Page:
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Peter Capaldi The New Dr Who

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Interesting choice!

Tucker was one of my favourite TV characters.

I wonder if he will play it very differently to Tucker to avoid being typecast.

For such a slightly built man, he does malevolent very convincingly!

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Decent choice, good actor.

I would have preferred the guy who played Moriaty but the Producer said he wanted to follow a young Dr with an older one, he's probably right.

Can we have the opinion or our resident Whovian (DTMark) and possibly our ex-resident Whovian, 'Bart'?

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Hopefully. I never liked it since it returned with a teen friendly modern feel.

I can understand that sentiment with the Matt Smith seasons, but not so much with Christopher Ecclestone and David Tennant (who, while significantly younger than Capaldi at the time, were significantly older than Smith was a few years ago).

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Decent choice, good actor.

I would have preferred the guy who played Moriaty but the Producer said he wanted to follow a young Dr with an older one, he's probably right.

Can we have the opinion or our resident Whovian (DTMark) and possibly our ex-resident Whovian, 'Bart'?

I still wonder where Bart has got to,

Bit surprising as Capaldi is a known actor. The last time that was tried was with Peter Davison and, although, actually, I think he was the best Doctor to date - and he's very well rated by long term fans from what I can see - his alleged downfall was because people couldn't see him in any role other than Tristan the vet, or being called by his wife and being told to put the dinner on because she'd be home in twenny minutes (you need to be a certain age to get that reference - the Tefal ads).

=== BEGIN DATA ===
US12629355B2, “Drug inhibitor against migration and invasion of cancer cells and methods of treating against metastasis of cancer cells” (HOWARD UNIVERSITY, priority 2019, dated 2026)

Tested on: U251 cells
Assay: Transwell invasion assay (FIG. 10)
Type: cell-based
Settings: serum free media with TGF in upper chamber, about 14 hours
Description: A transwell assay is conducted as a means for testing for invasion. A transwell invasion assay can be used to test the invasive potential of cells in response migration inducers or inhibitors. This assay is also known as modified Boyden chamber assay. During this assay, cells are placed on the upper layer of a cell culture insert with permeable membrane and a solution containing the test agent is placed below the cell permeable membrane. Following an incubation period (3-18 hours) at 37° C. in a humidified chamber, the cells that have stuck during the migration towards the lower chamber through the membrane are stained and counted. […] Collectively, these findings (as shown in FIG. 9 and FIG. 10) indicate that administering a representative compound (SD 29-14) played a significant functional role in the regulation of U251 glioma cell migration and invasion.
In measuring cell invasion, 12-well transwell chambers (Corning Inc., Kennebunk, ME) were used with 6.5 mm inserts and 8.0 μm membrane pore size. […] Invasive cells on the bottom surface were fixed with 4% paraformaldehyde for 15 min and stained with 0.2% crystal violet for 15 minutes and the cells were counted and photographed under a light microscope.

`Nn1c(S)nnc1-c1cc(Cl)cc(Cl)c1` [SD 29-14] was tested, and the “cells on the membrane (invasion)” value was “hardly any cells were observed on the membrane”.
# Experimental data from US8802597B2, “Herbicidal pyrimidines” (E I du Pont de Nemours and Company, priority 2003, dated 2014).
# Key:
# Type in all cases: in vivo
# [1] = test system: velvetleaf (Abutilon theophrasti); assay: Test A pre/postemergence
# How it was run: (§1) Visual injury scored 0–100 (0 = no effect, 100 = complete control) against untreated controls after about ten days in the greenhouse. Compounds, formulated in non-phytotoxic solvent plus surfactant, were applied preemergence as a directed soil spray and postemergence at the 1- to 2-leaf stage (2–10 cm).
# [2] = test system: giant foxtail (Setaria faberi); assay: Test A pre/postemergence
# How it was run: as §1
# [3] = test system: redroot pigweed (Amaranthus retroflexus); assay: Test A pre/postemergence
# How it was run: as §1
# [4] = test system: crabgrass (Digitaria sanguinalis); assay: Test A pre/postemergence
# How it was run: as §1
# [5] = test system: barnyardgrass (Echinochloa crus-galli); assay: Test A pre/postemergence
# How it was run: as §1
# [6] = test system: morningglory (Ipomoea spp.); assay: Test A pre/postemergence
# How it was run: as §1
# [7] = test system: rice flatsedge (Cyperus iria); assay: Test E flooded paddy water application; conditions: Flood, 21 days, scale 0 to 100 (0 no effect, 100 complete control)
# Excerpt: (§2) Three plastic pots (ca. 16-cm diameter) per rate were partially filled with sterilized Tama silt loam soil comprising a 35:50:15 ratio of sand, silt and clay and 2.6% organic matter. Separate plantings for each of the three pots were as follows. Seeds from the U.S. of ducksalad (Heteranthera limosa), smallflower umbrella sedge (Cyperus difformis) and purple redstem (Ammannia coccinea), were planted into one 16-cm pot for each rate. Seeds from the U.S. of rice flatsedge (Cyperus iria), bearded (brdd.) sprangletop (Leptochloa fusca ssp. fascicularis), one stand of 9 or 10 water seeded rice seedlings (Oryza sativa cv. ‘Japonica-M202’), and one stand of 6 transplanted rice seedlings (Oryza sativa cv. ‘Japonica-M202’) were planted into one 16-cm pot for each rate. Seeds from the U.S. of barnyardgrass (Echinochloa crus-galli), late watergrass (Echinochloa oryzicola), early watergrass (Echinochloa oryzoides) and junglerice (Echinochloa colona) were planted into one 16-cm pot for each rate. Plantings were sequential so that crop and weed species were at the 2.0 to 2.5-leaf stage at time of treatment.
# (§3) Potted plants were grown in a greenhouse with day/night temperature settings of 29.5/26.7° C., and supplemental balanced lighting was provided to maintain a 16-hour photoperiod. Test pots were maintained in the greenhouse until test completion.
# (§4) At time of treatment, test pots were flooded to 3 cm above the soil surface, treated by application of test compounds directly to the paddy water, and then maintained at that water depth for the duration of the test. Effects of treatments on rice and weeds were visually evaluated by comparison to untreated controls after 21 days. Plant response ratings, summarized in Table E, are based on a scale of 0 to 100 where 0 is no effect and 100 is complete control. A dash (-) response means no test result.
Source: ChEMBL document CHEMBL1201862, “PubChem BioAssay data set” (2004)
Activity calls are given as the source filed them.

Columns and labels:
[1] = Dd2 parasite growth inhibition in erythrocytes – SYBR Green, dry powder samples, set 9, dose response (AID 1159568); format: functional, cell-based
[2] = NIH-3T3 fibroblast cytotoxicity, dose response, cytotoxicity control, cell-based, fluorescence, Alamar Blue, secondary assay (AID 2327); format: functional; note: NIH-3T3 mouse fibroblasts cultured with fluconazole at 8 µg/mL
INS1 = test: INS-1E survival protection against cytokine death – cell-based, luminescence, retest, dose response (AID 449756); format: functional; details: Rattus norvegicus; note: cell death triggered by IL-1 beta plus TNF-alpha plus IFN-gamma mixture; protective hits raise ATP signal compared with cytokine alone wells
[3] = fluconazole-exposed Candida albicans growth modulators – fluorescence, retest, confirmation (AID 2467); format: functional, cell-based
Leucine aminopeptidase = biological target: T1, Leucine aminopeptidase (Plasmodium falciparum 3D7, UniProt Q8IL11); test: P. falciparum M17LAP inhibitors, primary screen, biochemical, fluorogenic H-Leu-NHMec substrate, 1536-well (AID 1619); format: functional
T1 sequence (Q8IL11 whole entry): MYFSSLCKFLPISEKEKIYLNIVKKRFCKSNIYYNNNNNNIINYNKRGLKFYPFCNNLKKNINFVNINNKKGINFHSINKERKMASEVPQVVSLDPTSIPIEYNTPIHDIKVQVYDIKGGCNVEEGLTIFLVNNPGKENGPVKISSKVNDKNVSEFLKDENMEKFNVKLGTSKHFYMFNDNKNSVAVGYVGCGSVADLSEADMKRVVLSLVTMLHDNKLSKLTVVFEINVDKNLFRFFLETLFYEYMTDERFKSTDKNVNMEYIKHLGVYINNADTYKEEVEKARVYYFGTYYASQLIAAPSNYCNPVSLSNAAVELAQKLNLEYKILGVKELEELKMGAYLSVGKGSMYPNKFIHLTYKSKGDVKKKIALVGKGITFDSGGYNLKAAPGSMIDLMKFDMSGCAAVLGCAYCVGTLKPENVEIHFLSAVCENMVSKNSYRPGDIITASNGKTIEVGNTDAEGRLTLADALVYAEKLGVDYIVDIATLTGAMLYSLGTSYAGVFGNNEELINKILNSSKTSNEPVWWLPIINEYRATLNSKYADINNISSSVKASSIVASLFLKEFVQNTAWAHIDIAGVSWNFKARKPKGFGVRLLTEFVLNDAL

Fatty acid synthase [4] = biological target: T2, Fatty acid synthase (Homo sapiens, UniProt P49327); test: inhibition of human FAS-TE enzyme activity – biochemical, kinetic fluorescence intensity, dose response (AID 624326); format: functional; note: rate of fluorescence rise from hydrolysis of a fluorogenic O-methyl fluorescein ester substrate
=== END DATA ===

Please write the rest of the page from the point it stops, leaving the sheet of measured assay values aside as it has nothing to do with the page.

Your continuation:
I never actually saw him in All Creatures Great and Small because I never watched it. I have seen some of "The Thick of it", which personally I thought was slow witted, predictably cliched, hammed up and a bit over-rated so I didn't watch very many episodes. Though I'm in the minority on that one, I know.

I'm actually not sure what to think. And it's extremely rare for me not to have an opinion on something and everything. I agree with a comment above - it must surely hint at a darker Doctor, which plays well with what appears to be the return of the Valeyard, a dark amalgation of the Doctor's later regenerations.

If what this means is that the producers have recognised that one of the reasons for the show's success in the past has been its appeal to both children and adults, and realise that it has lost its way in its appeal to the latter, then I think this is a Very Good Thing. Because the last time the show was tipped towards a child audience and came across as a little cringeworthy and childish it was taken off the air - the end of the Sylvester MyCoy area which the series has come - IMO - dangerously close to.

But then I have to recognise that things have moved on, TV has moved on, and people have moved on - and despite my serious reservations about the latest crop of series', it has been a huge success. So a darker Doctor may not play well with children at all. It's a risk and I hope it pays off.

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I still wonder where Bart has got to,

Bit surprising as Capaldi is a known actor. The last time that was tried was with Peter Davison and, although, actually, I think he was the best Doctor to date - and he's very well rated by long term fans from what I can see - his alleged downfall was because people couldn't see him in any role other than Tristan the vet, or being called by his wife and being told to put the dinner on because she'd be home in twenny minutes (you need to be a certain age to get that reference - the Tefal ads).

I never actually saw him in All Creatures Great and Small because I never watched it. I have seen some of "The Thick of it", which personally I thought was slow witted, predictably cliched, hammed up and a bit over-rated so I didn't watch very many episodes. Though I'm in the minority on that one, I know.